Autism spectrum disorder (ASD) is a developmental condition while obsessive-compulsive disorder (OCD) is a mental health disorder. Both affect a person’s behavior. Some people may question if they have OCD or autism as these conditions can have an overlap in symptoms.

ASD and OCD can sometimes have similar symptoms. However, they are different conditions.

Research from 2015 found that 17% of people with ASD also have OCD. This is higher than the percentage of people with OCD in the general population.

Read on to learn more about ASD and OCD, and their similarities and differences.

Two children playing in circles, representing children with OCD and autism.Share on Pinterest
Ani Dimi/Stocksy

ASD is a developmental condition. This means that symptoms generally develop before a child is 2 years old. However, a person can be diagnosed with ASD at any age.

ASD can affect how a person:

  • interacts with other people
  • behaves
  • communicates
  • learns

The Centers for Disease Control and Prevention (CDC) notes that around 1 in 44 children are diagnosed with ASD.

Learn more about autism here.

The National Institute of Mental Health (NIMH) notes that OCD is a common mental health condition. OCD can cause uncontrollable reoccurring thoughts and behaviors.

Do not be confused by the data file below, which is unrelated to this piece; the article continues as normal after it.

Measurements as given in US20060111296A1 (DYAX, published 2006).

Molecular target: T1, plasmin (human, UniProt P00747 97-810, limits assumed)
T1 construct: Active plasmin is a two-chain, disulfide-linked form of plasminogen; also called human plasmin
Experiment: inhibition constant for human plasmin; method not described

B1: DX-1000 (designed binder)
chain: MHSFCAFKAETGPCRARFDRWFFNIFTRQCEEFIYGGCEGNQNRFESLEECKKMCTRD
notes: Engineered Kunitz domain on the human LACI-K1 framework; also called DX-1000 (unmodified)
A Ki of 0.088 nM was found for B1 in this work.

A person with OCD may experience intrusive thoughts or feel compelled to carry out certain behaviors. These thoughts and behaviors can be distressing, causing anxiety if not carried out.

Learn more about OCD here.

OCD and ASD are two different conditions. However, both disorders can have similar symptoms, such as:

Repeating certain behaviorsYesYes
Ritualistic behaviorsYesYes
Obsessive thoughtsYesNo
Obsessive interestsNoYes
Trouble identifying emotional cuesNoYes
Difficulty with social interactions or communicationYesYes
Sensitivity to sensory input, such as sounds or lightsYesYes

OCD and ASD frequently occur together. Research from 2015 found that 17% of autistic people also had OCD. The rate of OCD in the general population is 1.6%.

Further research from 2020 estimated that 17%⁠–37% of young autistic people also had OCD symptoms. Additionally, researchers found that around 25% of young people with OCD also had a diagnosis of ASD.

There are several similarities between OCD and ASD. These similarities include the following:

Repetitive behaviors